I have been assured by friends who have spent a lot of time among the Dutch in their natural habitat: they are very cheap, and the phrase “going Dutch” does indeed come from their skinflint race.


  7. James Verdegem #

    Was an interesting discussion on the fact that Thor did not head down the obvious religious path that a film about an “Ancient God” may do. My guess is likely a deliberate decision by Marvel. However it has been done before very well in the long running show Stargate SG1. In that there are parasitic aliens who act as Gods because they use technology to do impossible things, including rising from the dead, energy weapons etc.

    As was mentioned in “Thor” ( who appears as another a small grey alien called the Asgard in Stargate) Magic can be seen as science that isn’t understood. When the Conquistadors met the Aztecs, it is probably safe to assume that they saw the intruders guns as magical/Godly weapons. Same if you took modern technology back to ancient times. Religious/Godly explanations of the unknown have always been simply an attempt of looking at the world with very limited knowledge and making the best guess one can.

    Would it not be fair to describe any Superheros “Powers” as “God-like just with explanation”? (if one is given of course, radioactive spider, yellow sun,Power ring etc)


    • fenzel OTI Staff #

      I think it’s important for Marvel to make the explanations and contexts of their Avengers characters to be comparable, so they can exist onscreen together. Otherwise, you run into what screenwriter Blake Synder calls “double mumbo jumbo” – according to Snyder, you’re only allowed one really huge suspension of the rules of reality in your Hollywood screenplay. If you start combining them, it becomes difficult to comprehend and the audience loses interest.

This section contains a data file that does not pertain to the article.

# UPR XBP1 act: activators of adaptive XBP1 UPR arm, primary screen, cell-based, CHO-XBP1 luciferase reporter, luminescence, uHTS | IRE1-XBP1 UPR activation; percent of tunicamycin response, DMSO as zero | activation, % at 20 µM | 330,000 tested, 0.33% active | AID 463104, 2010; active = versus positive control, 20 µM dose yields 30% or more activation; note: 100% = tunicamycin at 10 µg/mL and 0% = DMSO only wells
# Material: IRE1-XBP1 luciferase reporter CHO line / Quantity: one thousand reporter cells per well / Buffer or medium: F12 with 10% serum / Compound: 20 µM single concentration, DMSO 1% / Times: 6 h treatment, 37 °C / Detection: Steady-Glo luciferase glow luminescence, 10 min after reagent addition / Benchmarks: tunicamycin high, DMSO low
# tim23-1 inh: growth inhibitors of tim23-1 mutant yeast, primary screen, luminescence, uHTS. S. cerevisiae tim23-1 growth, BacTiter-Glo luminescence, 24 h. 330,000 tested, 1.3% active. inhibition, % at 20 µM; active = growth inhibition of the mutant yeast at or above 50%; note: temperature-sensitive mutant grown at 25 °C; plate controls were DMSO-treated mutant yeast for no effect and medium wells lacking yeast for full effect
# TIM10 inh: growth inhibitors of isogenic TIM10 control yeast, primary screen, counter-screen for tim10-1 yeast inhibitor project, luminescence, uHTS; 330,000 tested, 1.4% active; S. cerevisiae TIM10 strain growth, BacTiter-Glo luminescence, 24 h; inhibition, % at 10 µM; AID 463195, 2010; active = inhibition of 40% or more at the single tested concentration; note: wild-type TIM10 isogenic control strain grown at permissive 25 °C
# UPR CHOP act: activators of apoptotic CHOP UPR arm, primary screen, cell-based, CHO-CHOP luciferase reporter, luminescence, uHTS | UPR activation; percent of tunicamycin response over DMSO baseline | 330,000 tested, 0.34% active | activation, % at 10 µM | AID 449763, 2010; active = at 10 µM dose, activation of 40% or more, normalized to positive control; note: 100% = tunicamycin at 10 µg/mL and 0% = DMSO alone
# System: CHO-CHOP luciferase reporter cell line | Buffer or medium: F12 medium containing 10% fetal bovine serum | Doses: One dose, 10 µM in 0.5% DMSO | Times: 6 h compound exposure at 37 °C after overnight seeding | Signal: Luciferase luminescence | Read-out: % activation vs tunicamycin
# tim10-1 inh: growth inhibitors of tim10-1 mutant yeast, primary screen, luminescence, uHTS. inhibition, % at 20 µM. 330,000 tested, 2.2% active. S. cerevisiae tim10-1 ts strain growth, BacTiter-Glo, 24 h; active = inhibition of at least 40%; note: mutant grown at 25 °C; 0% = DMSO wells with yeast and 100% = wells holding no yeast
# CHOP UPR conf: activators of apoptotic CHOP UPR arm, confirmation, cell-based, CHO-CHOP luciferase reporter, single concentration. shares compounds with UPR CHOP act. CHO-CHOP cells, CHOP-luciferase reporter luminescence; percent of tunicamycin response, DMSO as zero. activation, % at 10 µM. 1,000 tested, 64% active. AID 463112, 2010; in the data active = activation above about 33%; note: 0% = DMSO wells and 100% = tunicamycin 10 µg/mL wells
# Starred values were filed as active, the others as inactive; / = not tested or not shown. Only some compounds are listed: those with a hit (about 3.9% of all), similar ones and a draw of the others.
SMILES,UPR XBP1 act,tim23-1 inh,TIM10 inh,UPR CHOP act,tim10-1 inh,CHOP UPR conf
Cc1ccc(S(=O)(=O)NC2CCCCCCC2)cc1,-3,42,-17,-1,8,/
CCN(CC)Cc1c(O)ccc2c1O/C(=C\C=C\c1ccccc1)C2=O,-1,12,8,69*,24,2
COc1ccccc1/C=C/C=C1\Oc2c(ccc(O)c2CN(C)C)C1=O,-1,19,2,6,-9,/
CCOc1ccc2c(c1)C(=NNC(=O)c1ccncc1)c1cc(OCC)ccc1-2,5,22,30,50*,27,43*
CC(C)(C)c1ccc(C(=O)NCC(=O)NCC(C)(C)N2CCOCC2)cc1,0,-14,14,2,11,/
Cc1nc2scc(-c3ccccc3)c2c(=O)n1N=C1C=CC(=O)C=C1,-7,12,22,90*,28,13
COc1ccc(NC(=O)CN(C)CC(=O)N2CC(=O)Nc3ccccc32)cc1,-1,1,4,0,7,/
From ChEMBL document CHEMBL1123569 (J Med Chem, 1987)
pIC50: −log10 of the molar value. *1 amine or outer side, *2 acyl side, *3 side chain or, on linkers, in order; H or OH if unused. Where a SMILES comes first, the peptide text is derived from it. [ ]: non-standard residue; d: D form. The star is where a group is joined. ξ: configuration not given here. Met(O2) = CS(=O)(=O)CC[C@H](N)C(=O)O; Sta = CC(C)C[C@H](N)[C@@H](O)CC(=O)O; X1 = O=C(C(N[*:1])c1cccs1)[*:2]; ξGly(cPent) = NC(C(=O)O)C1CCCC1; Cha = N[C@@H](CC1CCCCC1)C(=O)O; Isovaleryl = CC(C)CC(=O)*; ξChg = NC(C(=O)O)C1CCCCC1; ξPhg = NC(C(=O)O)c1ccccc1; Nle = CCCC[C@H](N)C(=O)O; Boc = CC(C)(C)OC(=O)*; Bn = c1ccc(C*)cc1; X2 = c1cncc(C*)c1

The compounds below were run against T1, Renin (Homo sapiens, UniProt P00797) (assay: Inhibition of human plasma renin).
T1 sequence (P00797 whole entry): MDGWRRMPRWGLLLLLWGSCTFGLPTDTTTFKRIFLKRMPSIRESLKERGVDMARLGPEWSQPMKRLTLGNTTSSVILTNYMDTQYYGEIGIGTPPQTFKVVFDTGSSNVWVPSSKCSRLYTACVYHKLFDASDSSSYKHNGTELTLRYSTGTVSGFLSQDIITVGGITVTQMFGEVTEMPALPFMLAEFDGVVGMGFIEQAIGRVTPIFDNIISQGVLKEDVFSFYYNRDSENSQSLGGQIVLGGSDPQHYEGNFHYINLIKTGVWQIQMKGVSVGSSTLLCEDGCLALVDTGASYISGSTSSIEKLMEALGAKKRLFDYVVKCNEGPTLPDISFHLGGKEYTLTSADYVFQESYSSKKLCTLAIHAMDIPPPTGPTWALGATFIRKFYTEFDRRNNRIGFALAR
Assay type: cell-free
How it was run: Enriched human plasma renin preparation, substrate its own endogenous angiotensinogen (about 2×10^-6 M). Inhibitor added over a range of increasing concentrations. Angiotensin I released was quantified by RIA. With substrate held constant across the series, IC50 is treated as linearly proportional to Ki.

If Captain America’s and Iron Man’s powers are technological, but Thor’s powers are magical/divine, and the Hulk’s powers are surreal and psychological, then the Avengers movie will feel disconnected and nonsensical.

      Instead, all of them have been moved in the direction of “superheroes come from strong, brave, highly trained, charismatic people taking advantage of advanced technology.” There’s no Daredevil, Gladiator, Fantastic Four or Dr. Strange to make superpowers seem like an accident, something hereditary or something mystical. Even the movie Hulk is on the deliberate side of where his powers come from as far as Hulks go – they really stress the genetic engineering angle.

      This is also a good reason to keep the Avengers and X-Men franchises in separate movies as much as possible.

      In comics and movies in general, superhero powers have all sorts of narrative and symbolic unpacking. I wouldn’t describe all superheroes as having “godlike powers with explanation.” All superheroes aren’t even all that superhuman in their inborn talents (like, say, the Punisher). Superheroism is more a series of motifs and tropes that are then used to tell a wide variety of stories.


      • Lee OTI Staff #

        “If Captain America’s and Iron Man’s powers are technological, but Thor’s powers are magical/divine, and the Hulk’s powers are surreal and psychological, then the Avengers movie will feel disconnected and nonsensical”

        Right now, I am working off the assumption that the Avengers movie will “feel disconnected and nonsensical,” no matter how well they’re able to put the various heroes’ powers on parity.

        Can you imagine someone who has never read any of the source comic books or seen any of the preceding movies watching this movie and making any sense of it? I would love to find such a person and get their take after this movie comes out.


  8. Gab #

    Late to the party, but I wanted to hold off until actually seeing Thor to comment.